The eyes were startling and bright and were unexpected enough to deter most predators. Just as quickly they were hidden again under dull coloured fore wings and the eyes were closed.

Many moth names are expressive or simply odd, so it was a little disappointing to find that this wonderful creature has been given the pedestrianly obvious name of Eyed Hawk-moth Smerinthus ocellata

Maybe you can suggest something more fitting to this eye catching beauty!

Suggestions please?

Adam Zagajewski

This is the only lily that survived the hail storm . It is damaged but it’s perfume is undiminished and breathtakingly lovely.

It made me think of this wonderful poem by the Polish poet Adam Zagajewski. I was looking for a copy of the poem on the Poetry Foundation Website and I found that he had died only a few months ago. This poem has circled in my head since I first read it . The poem is universal , deeply human and the author was a great poet .

Try to Praise the Mutilated World

By ADAM ZAGAJEWSKITRANSLATED BY Clare Cavanagh

Try to praise the mutilated world.
Remember June’s long days,
and wild strawberries, drops of rosé wine.
The nettles that methodically overgrow
the abandoned homesteads of exiles.
You must praise the mutilated world.
You watched the stylish yachts and ships;
one of them had a long trip ahead of it,
while salty oblivion awaited others.
You’ve seen the refugees going nowhere,
you’ve heard the executioners sing joyfully.
You should praise the mutilated world.
Remember the moments when we were together
in a white room and the curtain fluttered.
Return in thought to the concert where music flared.
You gathered acorns in the park in autumn
and leaves eddied over the earth’s scars.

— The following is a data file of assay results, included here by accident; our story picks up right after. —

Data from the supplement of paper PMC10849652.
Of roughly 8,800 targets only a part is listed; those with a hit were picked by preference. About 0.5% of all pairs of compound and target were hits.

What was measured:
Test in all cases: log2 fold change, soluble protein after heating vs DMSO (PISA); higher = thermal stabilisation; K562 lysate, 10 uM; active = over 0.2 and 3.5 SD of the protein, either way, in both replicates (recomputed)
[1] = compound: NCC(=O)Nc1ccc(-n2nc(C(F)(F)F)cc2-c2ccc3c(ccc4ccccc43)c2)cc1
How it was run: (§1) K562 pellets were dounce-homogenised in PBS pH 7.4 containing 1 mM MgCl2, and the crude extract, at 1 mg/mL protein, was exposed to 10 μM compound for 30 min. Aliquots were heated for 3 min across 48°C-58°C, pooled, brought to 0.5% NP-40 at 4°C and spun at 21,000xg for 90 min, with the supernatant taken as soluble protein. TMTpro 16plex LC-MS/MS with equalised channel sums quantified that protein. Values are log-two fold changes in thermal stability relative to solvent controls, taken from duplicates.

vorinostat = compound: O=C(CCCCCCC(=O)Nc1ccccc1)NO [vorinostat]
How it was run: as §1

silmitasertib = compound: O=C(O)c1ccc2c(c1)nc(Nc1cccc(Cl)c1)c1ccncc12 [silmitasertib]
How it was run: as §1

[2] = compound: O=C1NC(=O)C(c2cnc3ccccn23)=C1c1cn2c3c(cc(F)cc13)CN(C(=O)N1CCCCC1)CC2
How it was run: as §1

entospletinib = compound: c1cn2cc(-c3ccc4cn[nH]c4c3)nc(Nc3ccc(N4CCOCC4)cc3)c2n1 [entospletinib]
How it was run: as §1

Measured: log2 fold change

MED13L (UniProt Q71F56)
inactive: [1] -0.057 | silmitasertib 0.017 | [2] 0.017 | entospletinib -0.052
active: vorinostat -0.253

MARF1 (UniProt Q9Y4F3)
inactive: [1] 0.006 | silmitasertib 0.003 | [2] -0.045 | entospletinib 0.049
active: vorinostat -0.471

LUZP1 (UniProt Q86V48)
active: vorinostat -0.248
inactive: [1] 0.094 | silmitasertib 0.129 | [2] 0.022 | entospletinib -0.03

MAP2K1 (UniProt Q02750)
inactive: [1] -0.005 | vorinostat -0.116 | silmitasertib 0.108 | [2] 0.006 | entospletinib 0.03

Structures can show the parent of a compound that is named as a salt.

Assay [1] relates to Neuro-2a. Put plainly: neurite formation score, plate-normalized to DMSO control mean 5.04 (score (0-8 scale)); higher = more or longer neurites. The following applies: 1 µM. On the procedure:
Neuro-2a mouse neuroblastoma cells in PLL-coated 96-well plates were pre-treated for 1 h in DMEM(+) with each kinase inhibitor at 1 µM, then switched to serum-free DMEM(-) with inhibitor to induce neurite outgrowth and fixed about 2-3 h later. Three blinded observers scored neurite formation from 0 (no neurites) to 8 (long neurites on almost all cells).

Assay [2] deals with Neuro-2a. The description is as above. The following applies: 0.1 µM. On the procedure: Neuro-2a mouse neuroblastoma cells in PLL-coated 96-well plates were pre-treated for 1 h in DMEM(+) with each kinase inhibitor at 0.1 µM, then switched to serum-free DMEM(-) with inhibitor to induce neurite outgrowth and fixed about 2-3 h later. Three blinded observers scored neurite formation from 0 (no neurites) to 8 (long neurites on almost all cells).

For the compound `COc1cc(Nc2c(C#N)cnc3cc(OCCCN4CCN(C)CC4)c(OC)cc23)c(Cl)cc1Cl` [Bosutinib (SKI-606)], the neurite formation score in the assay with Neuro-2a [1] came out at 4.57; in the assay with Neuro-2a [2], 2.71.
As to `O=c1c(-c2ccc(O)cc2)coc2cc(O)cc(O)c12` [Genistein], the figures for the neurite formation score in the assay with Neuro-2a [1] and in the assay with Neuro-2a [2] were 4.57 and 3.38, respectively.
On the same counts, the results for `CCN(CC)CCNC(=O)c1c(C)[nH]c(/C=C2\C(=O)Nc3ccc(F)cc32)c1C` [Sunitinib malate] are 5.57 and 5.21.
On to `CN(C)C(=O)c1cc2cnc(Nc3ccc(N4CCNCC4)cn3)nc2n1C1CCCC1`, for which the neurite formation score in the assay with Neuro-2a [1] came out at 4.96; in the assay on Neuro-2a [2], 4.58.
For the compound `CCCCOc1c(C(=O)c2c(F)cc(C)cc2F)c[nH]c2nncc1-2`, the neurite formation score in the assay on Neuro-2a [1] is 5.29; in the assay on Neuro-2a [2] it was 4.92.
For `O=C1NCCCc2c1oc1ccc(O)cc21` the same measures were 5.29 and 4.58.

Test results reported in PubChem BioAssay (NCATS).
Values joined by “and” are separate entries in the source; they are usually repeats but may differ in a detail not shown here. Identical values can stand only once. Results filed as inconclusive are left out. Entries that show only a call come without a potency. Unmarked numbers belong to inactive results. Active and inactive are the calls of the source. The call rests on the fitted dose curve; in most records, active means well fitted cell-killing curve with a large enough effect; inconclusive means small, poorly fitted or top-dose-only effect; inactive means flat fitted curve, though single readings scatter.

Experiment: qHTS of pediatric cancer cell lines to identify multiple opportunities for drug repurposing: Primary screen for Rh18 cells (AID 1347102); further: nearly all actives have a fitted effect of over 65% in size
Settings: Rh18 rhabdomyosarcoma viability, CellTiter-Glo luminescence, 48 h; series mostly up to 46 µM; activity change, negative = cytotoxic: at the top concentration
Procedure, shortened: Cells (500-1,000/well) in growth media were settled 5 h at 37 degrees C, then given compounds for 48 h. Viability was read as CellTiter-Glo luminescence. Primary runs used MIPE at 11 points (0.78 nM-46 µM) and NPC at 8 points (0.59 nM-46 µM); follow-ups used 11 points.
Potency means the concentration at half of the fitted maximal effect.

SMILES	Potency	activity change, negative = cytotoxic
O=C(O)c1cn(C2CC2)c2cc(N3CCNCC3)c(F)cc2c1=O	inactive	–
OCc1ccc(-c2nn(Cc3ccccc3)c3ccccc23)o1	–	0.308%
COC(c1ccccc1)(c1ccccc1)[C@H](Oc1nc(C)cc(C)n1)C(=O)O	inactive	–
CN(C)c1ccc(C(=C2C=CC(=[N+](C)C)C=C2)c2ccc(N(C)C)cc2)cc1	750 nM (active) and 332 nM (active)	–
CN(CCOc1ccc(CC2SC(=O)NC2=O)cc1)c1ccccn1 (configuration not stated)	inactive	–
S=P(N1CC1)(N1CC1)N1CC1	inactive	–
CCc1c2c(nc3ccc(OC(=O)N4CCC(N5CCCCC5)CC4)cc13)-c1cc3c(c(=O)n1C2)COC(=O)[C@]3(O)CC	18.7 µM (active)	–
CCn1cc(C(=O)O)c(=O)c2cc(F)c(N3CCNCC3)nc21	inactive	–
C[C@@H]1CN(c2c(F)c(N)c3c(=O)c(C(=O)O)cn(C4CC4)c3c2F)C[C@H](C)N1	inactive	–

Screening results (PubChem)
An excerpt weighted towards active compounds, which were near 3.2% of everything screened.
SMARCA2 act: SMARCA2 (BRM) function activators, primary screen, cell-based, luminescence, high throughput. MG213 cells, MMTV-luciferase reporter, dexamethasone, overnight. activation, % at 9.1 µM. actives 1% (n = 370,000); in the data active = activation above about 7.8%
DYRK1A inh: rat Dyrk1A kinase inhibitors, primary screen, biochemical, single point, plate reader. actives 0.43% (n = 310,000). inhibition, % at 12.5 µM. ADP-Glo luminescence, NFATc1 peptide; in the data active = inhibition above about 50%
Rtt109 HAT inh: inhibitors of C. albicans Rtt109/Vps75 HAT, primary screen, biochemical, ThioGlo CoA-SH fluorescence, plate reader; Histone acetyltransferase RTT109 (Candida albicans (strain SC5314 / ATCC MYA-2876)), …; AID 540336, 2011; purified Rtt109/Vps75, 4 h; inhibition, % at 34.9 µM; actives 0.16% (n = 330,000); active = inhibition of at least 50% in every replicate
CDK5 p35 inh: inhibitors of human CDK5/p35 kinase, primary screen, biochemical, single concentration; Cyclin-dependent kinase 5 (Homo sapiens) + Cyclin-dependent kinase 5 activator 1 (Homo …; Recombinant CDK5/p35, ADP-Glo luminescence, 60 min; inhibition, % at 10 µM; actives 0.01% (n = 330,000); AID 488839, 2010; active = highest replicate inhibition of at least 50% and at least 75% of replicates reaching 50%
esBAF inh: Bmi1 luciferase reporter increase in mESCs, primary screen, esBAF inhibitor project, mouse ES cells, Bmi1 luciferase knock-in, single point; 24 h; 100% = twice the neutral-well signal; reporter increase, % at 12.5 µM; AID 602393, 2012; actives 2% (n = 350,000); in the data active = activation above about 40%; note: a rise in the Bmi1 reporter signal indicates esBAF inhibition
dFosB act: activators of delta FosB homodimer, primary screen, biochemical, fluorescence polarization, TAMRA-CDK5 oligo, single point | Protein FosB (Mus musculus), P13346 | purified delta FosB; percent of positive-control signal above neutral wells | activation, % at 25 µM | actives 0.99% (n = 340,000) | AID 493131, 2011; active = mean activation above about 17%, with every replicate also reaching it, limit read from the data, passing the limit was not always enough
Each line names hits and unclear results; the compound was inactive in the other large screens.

Praise the mutilated world
and the gray feather a thrush lost,
and the gentle light that strays and vanishes
and returns.

While I wasn’t looking.

Nearly a year ago, on a very hot day, a solitary wasp built a mud nest under my kitchen window sill. It filled the mud dome with food for it grubs and then it sealed the young in and flew away.

I have checked on it periodically, hoped it was still alive after a very cold winter and an icy spring. It was well sheltered from the hail by the overhang and while I was busy doing something else , the young bit their way out of the rock hard dome and literally flew the nest.

I wonder if a new wasp will be back to build again. It is cool and wet this year and these wasps are on the edge of their range, so maybe they will not venture north again this year.

The moths are about three weeks late this year. I have been mothing in this garden for so long now that I know when each species should appear. The yellow underwings are here: the large and the broad bordered: the first fan foots are here, the ubiquitous hearts and darts are here in proper numbers and the uncertains are definitely on the wing. Dark arches are appearing, common footmen and little magpie moths are in the moth trap and on the windows. Orache moths have turned up and today a lovely furry headed poplar hawk moth took a liking to my pencil and sat on it all rainy day. You can see my note book of species noted each day under his wings as he sheltered the endlessly rainy day away on the dry garden table.